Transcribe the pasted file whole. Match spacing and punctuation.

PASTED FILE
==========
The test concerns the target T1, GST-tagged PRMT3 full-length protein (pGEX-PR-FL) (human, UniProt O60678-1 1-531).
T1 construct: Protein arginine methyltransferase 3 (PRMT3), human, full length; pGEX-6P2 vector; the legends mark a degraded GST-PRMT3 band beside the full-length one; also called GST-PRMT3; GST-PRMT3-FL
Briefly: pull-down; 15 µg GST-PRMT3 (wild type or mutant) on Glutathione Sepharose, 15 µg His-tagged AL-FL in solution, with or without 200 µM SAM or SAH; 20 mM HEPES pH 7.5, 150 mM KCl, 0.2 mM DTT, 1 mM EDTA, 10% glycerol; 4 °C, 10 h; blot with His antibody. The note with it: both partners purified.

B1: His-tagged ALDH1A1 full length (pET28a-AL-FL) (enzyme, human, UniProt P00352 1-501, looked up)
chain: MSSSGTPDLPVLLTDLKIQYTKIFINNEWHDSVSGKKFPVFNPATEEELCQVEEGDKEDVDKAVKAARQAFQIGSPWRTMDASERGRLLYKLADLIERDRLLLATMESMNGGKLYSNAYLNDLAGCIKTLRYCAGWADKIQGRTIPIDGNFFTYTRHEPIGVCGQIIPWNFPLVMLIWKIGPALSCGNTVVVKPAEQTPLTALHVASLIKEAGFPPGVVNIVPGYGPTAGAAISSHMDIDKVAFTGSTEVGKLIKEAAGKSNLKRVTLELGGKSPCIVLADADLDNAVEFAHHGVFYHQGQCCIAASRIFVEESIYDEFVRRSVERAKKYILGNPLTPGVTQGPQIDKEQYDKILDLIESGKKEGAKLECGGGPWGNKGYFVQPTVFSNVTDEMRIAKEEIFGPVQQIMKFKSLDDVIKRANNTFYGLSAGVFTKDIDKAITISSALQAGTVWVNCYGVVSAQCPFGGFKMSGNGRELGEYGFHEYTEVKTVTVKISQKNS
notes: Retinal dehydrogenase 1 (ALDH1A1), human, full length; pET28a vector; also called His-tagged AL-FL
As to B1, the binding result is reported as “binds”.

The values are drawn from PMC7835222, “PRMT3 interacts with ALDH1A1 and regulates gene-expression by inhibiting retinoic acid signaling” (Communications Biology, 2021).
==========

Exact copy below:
The test concerns the target T1, GST-tagged PRMT3 full-length protein (pGEX-PR-FL) (human, UniProt O60678-1 1-531).
T1 construct: Protein arginine methyltransferase 3 (PRMT3), human, full length; pGEX-6P2 vector; the legends mark a degraded GST-PRMT3 band beside the full-length one; also called GST-PRMT3; GST-PRMT3-FL
Briefly: pull-down; 15 µg GST-PRMT3 (wild type or mutant) on Glutathione Sepharose, 15 µg His-tagged AL-FL in solution, with or without 200 µM SAM or SAH; 20 mM HEPES pH 7.5, 150 mM KCl, 0.2 mM DTT, 1 mM EDTA, 10% glycerol; 4 °C, 10 h; blot with His antibody. The note with it: both partners purified.

B1: His-tagged ALDH1A1 full length (pET28a-AL-FL) (enzyme, human, UniProt P00352 1-501, looked up)
chain: MSSSGTPDLPVLLTDLKIQYTKIFINNEWHDSVSGKKFPVFNPATEEELCQVEEGDKEDVDKAVKAARQAFQIGSPWRTMDASERGRLLYKLADLIERDRLLLATMESMNGGKLYSNAYLNDLAGCIKTLRYCAGWADKIQGRTIPIDGNFFTYTRHEPIGVCGQIIPWNFPLVMLIWKIGPALSCGNTVVVKPAEQTPLTALHVASLIKEAGFPPGVVNIVPGYGPTAGAAISSHMDIDKVAFTGSTEVGKLIKEAAGKSNLKRVTLELGGKSPCIVLADADLDNAVEFAHHGVFYHQGQCCIAASRIFVEESIYDEFVRRSVERAKKYILGNPLTPGVTQGPQIDKEQYDKILDLIESGKKEGAKLECGGGPWGNKGYFVQPTVFSNVTDEMRIAKEEIFGPVQQIMKFKSLDDVIKRANNTFYGLSAGVFTKDIDKAITISSALQAGTVWVNCYGVVSAQCPFGGFKMSGNGRELGEYGFHEYTEVKTVTVKISQKNS
notes: Retinal dehydrogenase 1 (ALDH1A1), human, full length; pET28a vector; also called His-tagged AL-FL
As to B1, the binding result is reported as “binds”.

The values are drawn from PMC7835222, “PRMT3 interacts with ALDH1A1 and regulates gene-expression by inhibiting retinoic acid signaling” (Communications Biology, 2021).